Feeds:
Posts
Comments

Archive for July, 2017

Famous Indians: A Collection of short Biographies  by The Interior of Indian Affairs.

Amazon

Warriors, statesmen, prophets and scholars,–the firmest of friends and most formidable of foes–there are heroes and heroines of many kinds in the often tragic yet inspiring saga of North American Indians. Many of the Indian personalities whose lives are briefly described here were Chiefs–some of them have become famous around the world. All were leaders in a great struggle to preserve treasured lands and lifeways. With their tribesmen, they are inseparably linked to our country’s history from its earliest beginnings through generations of growth. Biographies (most including portraits or photographs) include Powhatan, Pocohantas, Massasoit, King Philip, Pope, Joseph Brant, Pontiac, Sacajawea, Tecumseh, Sequoyah, John Ross, Black Hawk, Osceola, Cochise, Seattle, Red Cloud, Crazy Horse, Sitting Bull, Wovoka, Joseph, Quanah Parker, and Geronimo.

In an 8×10, double column format, this was, as they say, short and sweet.

The Biographies were only 1 or 2 pages long and yet… I read of some Famous Indians that I had not  heard of in the books I have already read.   I am finding there are so many books out on the “western Indians”, that I will have to search for some on the Eastern Indians.   I have already learned there were many tribes I never  heard of because with all the killing they came extinct. Not a very nice word.. but true.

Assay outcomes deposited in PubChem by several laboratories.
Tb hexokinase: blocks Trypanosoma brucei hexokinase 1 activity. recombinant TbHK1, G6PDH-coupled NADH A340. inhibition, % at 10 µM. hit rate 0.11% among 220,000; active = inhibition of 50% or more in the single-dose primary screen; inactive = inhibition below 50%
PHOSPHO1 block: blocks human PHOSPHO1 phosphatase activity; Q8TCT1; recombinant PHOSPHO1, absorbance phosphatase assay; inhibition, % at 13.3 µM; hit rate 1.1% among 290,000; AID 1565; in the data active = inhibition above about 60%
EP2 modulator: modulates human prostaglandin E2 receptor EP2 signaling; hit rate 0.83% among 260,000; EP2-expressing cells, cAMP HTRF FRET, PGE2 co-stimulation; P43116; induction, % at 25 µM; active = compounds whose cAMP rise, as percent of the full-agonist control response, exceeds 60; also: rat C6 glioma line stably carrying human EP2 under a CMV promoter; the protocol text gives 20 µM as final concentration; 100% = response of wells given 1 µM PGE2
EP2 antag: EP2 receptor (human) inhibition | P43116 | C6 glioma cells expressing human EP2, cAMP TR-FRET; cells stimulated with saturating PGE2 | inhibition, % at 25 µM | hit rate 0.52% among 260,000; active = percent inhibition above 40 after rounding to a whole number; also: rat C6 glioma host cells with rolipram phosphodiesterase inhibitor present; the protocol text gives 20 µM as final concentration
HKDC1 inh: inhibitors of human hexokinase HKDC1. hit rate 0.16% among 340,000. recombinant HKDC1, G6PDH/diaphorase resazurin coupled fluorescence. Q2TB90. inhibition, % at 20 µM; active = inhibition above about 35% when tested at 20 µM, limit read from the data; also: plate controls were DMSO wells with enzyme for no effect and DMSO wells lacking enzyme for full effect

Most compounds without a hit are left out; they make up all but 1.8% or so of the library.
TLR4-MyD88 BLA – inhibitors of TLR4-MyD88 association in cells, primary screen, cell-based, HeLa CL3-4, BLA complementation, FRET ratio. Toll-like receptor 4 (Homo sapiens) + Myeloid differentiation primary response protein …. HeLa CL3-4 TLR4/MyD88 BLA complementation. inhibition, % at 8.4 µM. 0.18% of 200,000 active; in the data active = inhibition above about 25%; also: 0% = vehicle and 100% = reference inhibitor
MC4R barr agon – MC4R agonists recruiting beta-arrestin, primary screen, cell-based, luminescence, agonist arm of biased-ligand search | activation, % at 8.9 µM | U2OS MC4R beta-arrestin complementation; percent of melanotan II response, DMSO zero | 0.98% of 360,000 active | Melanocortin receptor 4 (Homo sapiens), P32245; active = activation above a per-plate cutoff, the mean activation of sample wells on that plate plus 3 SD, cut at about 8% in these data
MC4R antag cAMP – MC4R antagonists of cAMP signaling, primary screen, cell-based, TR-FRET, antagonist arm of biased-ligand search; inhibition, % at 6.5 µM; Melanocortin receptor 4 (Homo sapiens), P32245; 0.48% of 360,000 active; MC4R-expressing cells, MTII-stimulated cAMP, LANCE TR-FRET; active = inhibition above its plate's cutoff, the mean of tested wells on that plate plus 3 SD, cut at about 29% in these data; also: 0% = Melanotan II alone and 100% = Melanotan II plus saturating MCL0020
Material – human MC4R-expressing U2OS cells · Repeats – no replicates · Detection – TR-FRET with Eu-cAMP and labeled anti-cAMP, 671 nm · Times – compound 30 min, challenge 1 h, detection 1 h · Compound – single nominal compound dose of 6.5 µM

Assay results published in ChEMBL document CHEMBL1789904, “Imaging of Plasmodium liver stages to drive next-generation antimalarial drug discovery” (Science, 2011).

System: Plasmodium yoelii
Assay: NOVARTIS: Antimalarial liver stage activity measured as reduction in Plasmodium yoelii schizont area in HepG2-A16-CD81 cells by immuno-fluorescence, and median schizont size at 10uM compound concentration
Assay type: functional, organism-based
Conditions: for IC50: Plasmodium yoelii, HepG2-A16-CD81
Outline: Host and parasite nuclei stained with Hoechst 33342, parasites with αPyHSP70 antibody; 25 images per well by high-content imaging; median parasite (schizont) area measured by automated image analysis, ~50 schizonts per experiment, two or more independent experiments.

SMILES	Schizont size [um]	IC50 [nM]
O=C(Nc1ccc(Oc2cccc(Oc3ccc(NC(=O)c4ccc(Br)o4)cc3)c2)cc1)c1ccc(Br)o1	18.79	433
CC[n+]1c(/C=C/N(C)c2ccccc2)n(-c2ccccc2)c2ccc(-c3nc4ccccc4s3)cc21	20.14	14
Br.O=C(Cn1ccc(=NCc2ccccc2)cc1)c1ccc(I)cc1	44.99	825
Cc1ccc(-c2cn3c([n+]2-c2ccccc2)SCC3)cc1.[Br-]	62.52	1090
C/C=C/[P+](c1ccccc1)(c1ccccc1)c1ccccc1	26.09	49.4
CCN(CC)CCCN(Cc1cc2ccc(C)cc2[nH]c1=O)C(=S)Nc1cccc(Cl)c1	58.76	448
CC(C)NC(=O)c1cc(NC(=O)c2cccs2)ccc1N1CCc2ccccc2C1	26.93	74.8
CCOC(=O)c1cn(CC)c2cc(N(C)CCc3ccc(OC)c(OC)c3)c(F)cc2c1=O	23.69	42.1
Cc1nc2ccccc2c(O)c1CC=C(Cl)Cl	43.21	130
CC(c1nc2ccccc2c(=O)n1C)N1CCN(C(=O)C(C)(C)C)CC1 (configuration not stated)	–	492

It is so ironic that in today’s world we invite people from other countries to come and live here, share all we have!  When, back when man discovered America and the Indians said, “come and live  here and share what we have”, the “new American”, with all his greed, could not “share”.. they wanted it all… and took it all. 

I read the books about Indians now… I know I cannot change anything of their past, or our past…  I just wonder why the lesson of Greed cannot be learned?

Advertisements

Read Full Post »

Indian Heroes and Great Chieftains by Charles A. Eastman.

Paperback: 144 pages
Publisher: Dover Publications;(November 2, 2011)
ISBN-10: 0486296083

 

 

Raised as a Santee Sioux in the 1860s and 1870s, Charles A. Eastman (Ohiyesa) wrote eleven books in which he attempted to correct misapprehensions whites had about Indians and to bring the two races closer together.
In the present volume he offers biographical sketches of 15 great Indian leaders, most of them Sioux and some of them, like Red Cloud and Rain-in-the-Face, friends and acquaintances of the author. In vivid vignettes Eastman captures the character, achievements and historic importance of such leaders as Crazy Horse, Sitting Bull, Little Crow, Chief Joseph, and Spotted Tail.
Enhanced with 12 portraits, these inspiring pieces will be of great interest to students of American Indian culture and history as well as to anyone who enjoys reading about the larger-than-life figures who dominated Indian life in the second half of the nineteenth century.

This book may be small, but it is mighty.

Much in the book I have read before in other books, but this is short and sweet and written by someone who actually met most of the Indians you are to read about.  You can’t get anymore information then from one who was there, even if it was towards the end .